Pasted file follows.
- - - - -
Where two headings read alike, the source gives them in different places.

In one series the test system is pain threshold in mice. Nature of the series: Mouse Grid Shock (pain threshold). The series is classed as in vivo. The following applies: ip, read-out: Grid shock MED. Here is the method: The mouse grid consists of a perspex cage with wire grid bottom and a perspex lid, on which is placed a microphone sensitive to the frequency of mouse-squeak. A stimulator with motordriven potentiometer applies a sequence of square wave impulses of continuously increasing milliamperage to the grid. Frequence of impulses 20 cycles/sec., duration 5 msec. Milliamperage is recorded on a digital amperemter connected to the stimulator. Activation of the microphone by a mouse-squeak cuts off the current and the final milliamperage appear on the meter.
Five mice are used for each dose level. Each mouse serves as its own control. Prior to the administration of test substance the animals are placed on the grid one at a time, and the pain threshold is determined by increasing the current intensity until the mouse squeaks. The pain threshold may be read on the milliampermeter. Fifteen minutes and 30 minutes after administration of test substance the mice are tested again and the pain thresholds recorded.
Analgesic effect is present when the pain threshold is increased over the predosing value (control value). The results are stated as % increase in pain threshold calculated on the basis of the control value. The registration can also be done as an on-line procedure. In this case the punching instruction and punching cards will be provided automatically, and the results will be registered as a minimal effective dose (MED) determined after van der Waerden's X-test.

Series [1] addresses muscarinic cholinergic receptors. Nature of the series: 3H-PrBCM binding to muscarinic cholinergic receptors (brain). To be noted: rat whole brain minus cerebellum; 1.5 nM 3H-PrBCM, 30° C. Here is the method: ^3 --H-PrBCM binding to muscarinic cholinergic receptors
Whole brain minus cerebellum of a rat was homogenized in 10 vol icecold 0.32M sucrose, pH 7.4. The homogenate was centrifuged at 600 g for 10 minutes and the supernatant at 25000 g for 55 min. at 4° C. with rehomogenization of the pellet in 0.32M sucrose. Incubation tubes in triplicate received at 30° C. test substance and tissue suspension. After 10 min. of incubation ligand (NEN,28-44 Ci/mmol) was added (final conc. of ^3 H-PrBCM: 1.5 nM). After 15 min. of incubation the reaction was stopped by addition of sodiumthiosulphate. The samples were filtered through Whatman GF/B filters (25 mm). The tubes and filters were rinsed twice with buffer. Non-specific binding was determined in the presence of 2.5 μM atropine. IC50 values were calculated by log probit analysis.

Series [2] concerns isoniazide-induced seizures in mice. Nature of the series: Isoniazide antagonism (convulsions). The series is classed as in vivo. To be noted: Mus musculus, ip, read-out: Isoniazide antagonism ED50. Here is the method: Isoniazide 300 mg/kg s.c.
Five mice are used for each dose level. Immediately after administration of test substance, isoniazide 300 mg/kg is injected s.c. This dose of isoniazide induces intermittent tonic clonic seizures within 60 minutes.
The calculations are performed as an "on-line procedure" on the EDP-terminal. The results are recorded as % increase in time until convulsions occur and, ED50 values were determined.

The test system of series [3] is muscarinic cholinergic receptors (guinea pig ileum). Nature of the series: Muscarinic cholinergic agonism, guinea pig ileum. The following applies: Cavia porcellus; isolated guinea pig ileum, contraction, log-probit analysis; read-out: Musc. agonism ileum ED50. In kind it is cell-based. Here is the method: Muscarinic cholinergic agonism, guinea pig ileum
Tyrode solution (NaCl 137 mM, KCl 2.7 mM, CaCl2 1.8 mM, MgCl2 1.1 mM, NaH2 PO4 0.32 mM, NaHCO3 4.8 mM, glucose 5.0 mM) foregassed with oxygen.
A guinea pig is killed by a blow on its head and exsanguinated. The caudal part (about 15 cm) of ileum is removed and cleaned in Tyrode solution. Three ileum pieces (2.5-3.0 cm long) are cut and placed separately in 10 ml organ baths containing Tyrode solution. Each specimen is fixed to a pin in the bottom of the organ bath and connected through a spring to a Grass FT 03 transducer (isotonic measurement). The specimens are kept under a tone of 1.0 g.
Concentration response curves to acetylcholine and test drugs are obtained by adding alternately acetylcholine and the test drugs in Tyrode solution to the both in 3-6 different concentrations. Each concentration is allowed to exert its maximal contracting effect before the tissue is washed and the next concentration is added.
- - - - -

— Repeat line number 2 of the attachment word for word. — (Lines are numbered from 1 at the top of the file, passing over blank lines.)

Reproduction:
In one series the test system is pain threshold in mice. Nature of the series: Mouse Grid Shock (pain threshold). The series is classed as in vivo. The following applies: ip, read-out: Grid shock MED. Here is the method: The mouse grid consists of a perspex cage with wire grid bottom and a perspex lid, on which is placed a microphone sensitive to the frequency of mouse-squeak. A stimulator with motordriven potentiometer applies a sequence of square wave impulses of continuously increasing milliamperage to the grid. Frequence of impulses 20 cycles/sec., duration 5 msec. Milliamperage is recorded on a digital amperemter connected to the stimulator. Activation of the microphone by a mouse-squeak cuts off the current and the final milliamperage appear on the meter.